On Monday, March 15, the Binghamton-based clothing brand The Public Ivy announced their newest project, “Mein Bowl Mary University,” on social media. The announcement of a clothing collection inspired by Mein Bowl employee and manager, Mary Chu, marks the start of a hectic two weeks to come for the student-run clothing brand co-founded by juniors Giancarlo Mertz and Justin Allen, both of whom are business administration majors in the School of Management.
Over the weekend of March 12 to March 14, The Public Ivy held their photoshoot for their “Mein Bowl Mary University” apparel with their models, all of whom are Binghamton University students. The sale of the “Mein Bowl Mary University” merchandise will follow a preorder structure, in which students have two weeks starting on March 15 to request and pay for a shirt or hoodie — once the preorder cut off date passes, The Public Ivy will begin production through their partnership with the Downtown Binghamton apparel-printing company, Muckles! Throughout the two weeks, The Public Ivy plans to upload a variety of content on their social media, including showing Mary the apparel for the first time, giveaways and lookbooks.
Mary Chu, also informally known by many as “Mein Bowl Mary,” was the first BU employee Allen met when he visited campus prior to his freshman year. He recalled the strong first impression Mary made on him.
“The next semester, when I was attending [the university] she immediately recognized me,” Allen said. “And I [thought], ‘This woman is different. This woman is not like everybody else.’”
Over the next two years, their interactions with Mary would become more frequent, and she became a figure in their daily lives. Mertz and Allen met in a weight-lifting course in their sophomore year and would walk from the West Gym to the Marketplace together to grab something to eat after class. Upon arrival to the Marketplace, Mary would always greet them with a positive attitude.
“She would greet us with the same smile that all [BU] students have hopefully gotten to know, and she’s just an awesome person,” Allen said. “You could have a bad day, you could have a good day, but she will always be there to give you way too much chipotle mayo, but that’s totally fine. We love her for it.”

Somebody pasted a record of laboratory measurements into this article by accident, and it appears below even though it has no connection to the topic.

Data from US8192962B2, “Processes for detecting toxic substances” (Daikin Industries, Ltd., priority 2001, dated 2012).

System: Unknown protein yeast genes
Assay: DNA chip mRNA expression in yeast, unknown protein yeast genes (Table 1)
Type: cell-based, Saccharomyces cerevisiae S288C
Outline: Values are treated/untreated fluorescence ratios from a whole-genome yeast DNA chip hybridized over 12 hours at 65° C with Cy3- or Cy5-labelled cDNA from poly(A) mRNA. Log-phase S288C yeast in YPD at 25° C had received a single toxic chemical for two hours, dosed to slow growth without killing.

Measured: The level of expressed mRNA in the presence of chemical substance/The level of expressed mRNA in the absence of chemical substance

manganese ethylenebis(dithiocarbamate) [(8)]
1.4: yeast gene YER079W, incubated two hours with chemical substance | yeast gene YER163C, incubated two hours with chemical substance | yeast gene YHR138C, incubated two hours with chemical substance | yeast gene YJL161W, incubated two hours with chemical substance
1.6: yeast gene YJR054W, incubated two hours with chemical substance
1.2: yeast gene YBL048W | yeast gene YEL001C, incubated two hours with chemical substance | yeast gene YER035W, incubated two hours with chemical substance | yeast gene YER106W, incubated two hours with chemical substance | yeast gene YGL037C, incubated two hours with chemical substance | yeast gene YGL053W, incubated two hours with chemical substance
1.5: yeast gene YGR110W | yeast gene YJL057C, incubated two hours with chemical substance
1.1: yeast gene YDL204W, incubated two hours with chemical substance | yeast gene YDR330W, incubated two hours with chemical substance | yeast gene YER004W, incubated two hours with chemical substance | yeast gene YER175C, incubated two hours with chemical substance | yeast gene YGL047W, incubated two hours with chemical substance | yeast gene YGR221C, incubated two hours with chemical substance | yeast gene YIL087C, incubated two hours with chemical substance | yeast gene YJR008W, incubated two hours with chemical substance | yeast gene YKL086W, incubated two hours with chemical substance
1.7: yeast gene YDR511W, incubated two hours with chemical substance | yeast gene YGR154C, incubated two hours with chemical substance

One day in the 2020 fall semester Allen and Mertz were chatting with Mary as usual, when Mary communicated that things had been tough, not being able to work or see everyone’s faces during the campus shutdown. Mary expressed that she looked forward to working again in the future. Allen and Mertz not only hoped that their project would cheer Mary up, but also bring a sense of comfort to the BU population during COVID. Allen spoke to the idea of Mary being a campus celebrity among BU students.
“We think it matches this little niche that not a lot of people are going to be thinking of, it’s something you would only know if you went to [BU],” Allen said. “It’s something that honestly is close to a lot of people’s hearts.”
When Allen and Mertz proposed their project idea to Mary, they were not sure what to expect. Allen noted how appreciative Mary was.
“She almost started crying — it made me almost start crying,” Allen said. “I’m not going to lie, we’ve been thinking about the moment where we can bring the [merchandise] to her and show her the appreciation that a lot of people have for her.”
The “Mein Bowl Mary University” project largely centered around planning the design that would be printed on the clothes. Despite being almost a year in the making, Mertz expressed that their anticipation to gift Mary with a surprise kept them motivated.
“I think our favorite part of coming up with the “Mein Bowl Mary University” design was the constant thought of showing her that we care about her so much and how much [of a] positive influence she has by doing something small throughout the day,” Mertz said. “I think the pure excitement that comes to us when we picture her seeing our shirt was enough to keep us going.”
All of the profits made from the Mein Bowl Mary project will be given directly to Mary, which Allen described as a “no-brainer.” Mertz discussed The Public Ivy’s values and goals as a student-run company.
“We’re a clothing brand, but it was never really about the clothing for us,” Mertz said. “It was [about] building a connection with the community … and showing that it is something to be proud of.”
When asked what their “Mein Bowl Mary University” launch means to them, Allen and Mertz both emphasized the positive impact that someone like Mary has had on them, as well as the larger BU community. Allen stressed Mary’s hardworking nature and the atmosphere of hospitality she has built over the years.
“A lot of people see [Mary] as a sort of safe haven, I really can’t state that enough … if I’m having a bad day, if I have a hard test or I’m feeling down because [COVID-19]’s got me down, I always know I can go to Mein Bowl in Marketplace and see her there, every single day,” Allen said. “I’ve never seen her miss a day of work, and she’s just so dedicated to [her job] that even when I don’t want Mein Bowl — I want Mein Bowl. She really is the best.”
Mertz agreed and noted that Mary is a role model for many students.
“It’s important to commend somebody who wakes up every day with a positive attitude, no matter what day they’re having,” Mertz said. “Someone like Mary is a clear example of that, and it’s something that I think students should reflect in themselves.”
Allen reminded us of the big picture for their project.
“We’re just a vessel for [Mary] to get the appreciation she deserves,” Allen said.